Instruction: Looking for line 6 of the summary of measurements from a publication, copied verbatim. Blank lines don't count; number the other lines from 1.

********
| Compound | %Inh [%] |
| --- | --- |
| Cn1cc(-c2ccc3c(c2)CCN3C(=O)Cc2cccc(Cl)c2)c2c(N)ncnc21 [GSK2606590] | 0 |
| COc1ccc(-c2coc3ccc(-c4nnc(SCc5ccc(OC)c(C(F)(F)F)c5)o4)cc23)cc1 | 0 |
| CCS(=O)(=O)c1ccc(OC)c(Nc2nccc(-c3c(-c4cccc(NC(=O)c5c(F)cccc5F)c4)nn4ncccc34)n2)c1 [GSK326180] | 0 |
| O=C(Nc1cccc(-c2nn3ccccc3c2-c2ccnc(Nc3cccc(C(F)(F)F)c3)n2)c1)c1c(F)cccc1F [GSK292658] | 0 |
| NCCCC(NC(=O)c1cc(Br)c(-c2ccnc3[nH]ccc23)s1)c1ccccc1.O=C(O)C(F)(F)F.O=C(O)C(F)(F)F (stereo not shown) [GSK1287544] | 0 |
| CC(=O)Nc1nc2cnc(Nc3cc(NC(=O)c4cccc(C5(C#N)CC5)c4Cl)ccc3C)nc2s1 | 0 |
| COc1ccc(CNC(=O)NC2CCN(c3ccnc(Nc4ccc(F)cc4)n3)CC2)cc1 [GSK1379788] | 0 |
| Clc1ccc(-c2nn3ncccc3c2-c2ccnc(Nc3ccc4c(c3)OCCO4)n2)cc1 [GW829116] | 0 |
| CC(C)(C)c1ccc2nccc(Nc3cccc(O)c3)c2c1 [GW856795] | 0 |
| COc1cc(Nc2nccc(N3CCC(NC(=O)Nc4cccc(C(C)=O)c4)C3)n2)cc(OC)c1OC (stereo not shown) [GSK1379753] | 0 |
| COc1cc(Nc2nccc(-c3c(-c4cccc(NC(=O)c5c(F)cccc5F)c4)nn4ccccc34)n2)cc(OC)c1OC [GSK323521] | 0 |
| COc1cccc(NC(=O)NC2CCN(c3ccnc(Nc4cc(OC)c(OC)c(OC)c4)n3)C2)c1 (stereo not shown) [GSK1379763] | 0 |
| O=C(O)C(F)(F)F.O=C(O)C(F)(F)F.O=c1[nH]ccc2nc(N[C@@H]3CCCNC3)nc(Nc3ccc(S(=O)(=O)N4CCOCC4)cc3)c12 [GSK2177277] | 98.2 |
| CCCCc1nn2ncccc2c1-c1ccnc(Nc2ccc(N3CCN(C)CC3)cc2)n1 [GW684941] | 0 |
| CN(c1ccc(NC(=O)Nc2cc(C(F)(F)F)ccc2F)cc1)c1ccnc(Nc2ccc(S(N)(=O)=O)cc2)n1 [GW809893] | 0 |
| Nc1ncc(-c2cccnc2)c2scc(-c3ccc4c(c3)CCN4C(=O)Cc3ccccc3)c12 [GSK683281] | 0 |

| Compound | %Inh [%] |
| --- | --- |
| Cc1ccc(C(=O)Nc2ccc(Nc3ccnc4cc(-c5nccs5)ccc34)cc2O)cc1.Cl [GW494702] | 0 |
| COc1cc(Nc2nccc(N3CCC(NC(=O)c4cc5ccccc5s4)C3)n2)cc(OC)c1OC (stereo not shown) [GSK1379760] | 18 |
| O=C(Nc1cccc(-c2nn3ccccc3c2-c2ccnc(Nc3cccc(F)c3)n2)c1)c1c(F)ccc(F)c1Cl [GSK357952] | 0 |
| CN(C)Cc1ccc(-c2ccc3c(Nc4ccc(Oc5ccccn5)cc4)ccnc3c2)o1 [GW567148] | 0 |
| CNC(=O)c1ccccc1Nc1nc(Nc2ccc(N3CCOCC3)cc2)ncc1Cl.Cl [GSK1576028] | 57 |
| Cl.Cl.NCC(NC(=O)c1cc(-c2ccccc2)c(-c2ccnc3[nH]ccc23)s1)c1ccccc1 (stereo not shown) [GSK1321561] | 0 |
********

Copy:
| O=C(Nc1cccc(-c2nn3ccccc3c2-c2ccnc(Nc3cccc(C(F)(F)F)c3)n2)c1)c1c(F)cccc1F [GSK292658] | 0 |